There are a range of tools available to help you move towards better observability. Application management and logging tools like Splunk, Datadog, New Relic and Honeycomb can all be put to good use and are a good first step towards developing a more observable system.
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As well as those tools, if you’re working with containers, Kubernetes has some really useful features that can help you more effectively monitor your container deployments. In May, Google announced StackDriver Kubernetes Monitoring, which has seen much popularity across the community.
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But there’s something else emerging alongside observability which only appears to confirm it’s importance: that thing is the notion of a service mesh. The service mesh is essentially a tool that allows you to monitor all the various facets of your software infrastructure helping you to manage everything from performance to security to reliability.
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Why is observability important?
Observability is important because it sets the foundations for many aspects of software management and design in various domains. Whether you’re an SRE or security engineer, having visibility on the way in which your software is working will be essential in 2019.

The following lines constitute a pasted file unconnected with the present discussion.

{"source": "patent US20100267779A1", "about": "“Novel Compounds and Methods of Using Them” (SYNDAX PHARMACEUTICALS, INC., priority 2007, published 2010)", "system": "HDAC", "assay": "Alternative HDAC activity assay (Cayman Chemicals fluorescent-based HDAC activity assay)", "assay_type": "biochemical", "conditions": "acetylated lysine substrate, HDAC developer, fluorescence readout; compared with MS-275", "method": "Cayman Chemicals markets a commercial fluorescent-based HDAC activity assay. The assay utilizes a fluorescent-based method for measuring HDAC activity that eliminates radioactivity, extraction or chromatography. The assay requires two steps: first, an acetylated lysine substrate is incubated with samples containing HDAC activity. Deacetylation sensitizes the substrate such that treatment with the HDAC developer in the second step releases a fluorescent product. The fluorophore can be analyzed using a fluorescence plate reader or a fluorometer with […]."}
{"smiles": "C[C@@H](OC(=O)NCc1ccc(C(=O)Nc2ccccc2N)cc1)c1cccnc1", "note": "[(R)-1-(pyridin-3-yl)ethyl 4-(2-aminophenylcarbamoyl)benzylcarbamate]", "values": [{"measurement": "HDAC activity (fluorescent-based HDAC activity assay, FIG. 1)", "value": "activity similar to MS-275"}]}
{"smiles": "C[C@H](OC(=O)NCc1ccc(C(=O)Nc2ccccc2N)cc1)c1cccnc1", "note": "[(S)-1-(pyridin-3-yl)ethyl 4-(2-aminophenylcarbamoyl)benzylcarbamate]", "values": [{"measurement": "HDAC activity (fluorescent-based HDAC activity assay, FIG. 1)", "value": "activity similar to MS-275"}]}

Observability lays the groundwork for many interesting new developments, chaos engineering being one of them. Based on the principle that modern, distributed software is inherently unreliable, chaos engineering ‘stress tests’ software systems.
The word ‘chaos’ is a bit of a misnomer. All testing and experimentation on your software should follow a rigorous and almost scientific structure.
Using something called chaos experiments – adding something unexpected into your system, or pulling a piece of it out like a game of Jenga – chaos engineering helps you to better understand the way it will act in various situations. In turn, this allows you to make the necessary changes that can help ensure resiliency.
Chaos engineering is particularly important today simply because so many people, indeed, so many things, depend on software to actually work. From an eCommerce site to a self driving car, if something isn’t working properly there could be terrible consequences.
It’s not hard to see how chaos engineering fits alongside something like observability.
To a certain extent, it’s really another way of achieving observability. By running chaos experiments, you can draw out issues that may not be visible in usual scenarios.